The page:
Alena Karas

The Poem of the Exiled


<…> The play Miranda was a true revelation. The performance is based on The Tempest by Shakespeare. But what Koršunovas has done with it!

The director turned the mysterious island inhabited by the exiled Prospero (Povilas Budrys) and his daughter Miranda (Airida Gintautaitė) into an old Soviet apartment, crammed with funny furniture from the 60’s. On the stage we see dressers, bookcases, a huge radio receiver box and an almost crazy old man with his disabled daughter, whose movements have been transformed into a kind of dance by cerebral palsy. Confined to her chair, she dances, and the dance is just as disgusting as it is enchanting.

Koršunovas creates an entire philosophical sketch about a Soviet dissident-hermit and at the same time about all the people who oppose the government’s control. And while some viewers are trying to accuse the director of an “anti-Russian disposition” or “pro-American pathos”, others, to their surprise, recognize a strange feeling of identification with this Prospero and his daughter. Along with the virtuoso actors and set designer Dainius Liškevičius, the director visualizes the space of our dreams, our hidden and evident desires, forbidden fantasies, and the pain that sits deep inside us. The theatre, which the father opens to his sick daughter, and, more importantly, to himself, is created using the most subtle special effects.

The play begins when the father offers to read a story to his daughter (she insists that he read The Tempest). Subsequently, he fatally plunges into the story by Shakespeare. While the father is drinking the “magic potion”, the girl is transformed into Ariel and what we now see is not a person anymore, but the very spirit of air, crammed into a tiny cavity of the dresser.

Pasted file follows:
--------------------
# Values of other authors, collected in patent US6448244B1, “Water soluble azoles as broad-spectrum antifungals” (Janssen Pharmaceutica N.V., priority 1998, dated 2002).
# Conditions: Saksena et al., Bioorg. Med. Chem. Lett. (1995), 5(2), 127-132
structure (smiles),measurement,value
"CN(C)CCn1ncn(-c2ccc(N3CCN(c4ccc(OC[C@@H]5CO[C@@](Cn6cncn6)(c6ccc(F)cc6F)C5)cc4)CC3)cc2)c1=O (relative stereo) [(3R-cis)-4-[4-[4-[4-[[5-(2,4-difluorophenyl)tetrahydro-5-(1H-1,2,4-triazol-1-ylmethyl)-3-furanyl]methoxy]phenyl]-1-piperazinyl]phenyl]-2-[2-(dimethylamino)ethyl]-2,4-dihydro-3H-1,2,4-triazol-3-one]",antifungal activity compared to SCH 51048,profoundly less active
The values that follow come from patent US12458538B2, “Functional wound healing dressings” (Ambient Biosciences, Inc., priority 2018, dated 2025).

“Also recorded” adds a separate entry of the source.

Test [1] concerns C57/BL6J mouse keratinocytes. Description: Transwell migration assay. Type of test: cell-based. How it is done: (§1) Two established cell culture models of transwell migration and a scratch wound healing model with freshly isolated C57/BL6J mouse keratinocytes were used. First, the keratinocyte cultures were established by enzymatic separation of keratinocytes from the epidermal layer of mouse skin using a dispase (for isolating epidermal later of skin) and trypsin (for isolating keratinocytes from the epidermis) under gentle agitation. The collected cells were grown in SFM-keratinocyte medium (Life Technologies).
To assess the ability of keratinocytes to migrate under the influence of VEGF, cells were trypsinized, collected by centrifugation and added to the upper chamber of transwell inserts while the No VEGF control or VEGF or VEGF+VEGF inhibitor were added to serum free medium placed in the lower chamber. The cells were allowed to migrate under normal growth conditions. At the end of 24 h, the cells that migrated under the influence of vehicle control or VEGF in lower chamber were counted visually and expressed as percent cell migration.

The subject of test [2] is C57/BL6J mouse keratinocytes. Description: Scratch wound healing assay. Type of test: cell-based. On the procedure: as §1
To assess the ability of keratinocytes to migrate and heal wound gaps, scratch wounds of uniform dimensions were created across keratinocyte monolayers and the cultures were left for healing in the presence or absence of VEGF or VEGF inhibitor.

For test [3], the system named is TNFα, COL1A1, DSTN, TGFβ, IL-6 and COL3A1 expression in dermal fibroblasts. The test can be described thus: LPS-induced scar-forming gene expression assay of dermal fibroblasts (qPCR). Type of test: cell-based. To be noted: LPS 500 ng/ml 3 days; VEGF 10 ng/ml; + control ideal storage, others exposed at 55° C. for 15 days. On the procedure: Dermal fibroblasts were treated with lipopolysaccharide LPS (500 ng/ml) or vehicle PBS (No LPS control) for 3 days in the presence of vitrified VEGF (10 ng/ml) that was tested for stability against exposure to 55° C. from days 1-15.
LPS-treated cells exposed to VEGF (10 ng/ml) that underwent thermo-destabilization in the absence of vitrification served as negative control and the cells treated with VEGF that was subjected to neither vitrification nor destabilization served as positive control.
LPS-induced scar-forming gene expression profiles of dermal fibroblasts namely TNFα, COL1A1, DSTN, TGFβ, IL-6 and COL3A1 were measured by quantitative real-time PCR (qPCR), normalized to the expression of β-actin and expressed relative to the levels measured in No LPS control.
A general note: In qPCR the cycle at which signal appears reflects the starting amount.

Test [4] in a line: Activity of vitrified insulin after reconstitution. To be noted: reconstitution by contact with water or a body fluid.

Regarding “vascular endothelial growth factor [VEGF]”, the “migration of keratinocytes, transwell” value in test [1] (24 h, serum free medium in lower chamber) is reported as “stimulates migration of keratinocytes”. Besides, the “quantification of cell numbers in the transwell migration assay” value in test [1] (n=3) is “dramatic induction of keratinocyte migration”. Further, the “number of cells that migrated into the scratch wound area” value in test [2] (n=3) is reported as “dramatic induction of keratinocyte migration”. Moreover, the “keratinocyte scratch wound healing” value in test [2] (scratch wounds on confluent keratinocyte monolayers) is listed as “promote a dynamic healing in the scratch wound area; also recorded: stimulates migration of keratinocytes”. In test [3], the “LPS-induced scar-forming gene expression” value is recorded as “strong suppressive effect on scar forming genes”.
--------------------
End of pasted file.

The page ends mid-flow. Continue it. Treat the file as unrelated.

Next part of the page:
We hear Swan Lake in the background, which makes us experience the August of 1991 in a completely different way: as painful intimacy, as the situation of “a person from the underground”, someone who is existentially and historically “bullied”. It is hard to explain how Koršunovas manages to turn on all these unconscious mechanisms. After all what we see is only a tiny flat in a Soviet apartment block and its two miserable inhabitants, exiled to the most distant fringes of today’s life.

To those who saw in this poetically grotesque sketch of the Lithuanian director an example of “anti-Russian pathos” (in the play the hero mimics Gorbachev’s speaking manner, and pulls an “elder brother” Soviet general’s tunic out of the closet), I would like to remind the first moments of the play: not yet knowing what game the director is playing with us, we perceive the poor old man as a “chip” off the empire, banished to the outskirts of Lithuania, Russia, or Europe. And we feel a wave of sympathy not only for the poor heavy drinking man tormented by sorrow, but also for ourselves – people, many of whom also feel rejected. This performance is strongly influenced by psychoanalysis as the ability to open up, to name, and detect the blurred layers of memory. And when Prospero, turned into the young, fashionably dressed Ferdinand, embraces his daughter, it is interpreted not as a naturalistic nightmare, but as a symbolic gesture.

He shall soon collapse on her abandoned chair, become his “Miranda” and quietly die. The more “exiled” art and free thinking is, the more powerful they become – well at least that’s what Oskaras Koršunovas claims by dedicating his play to the “desert islands of the exiled”, which the Soviet Union was so full of. But was it really only the Soviet Union?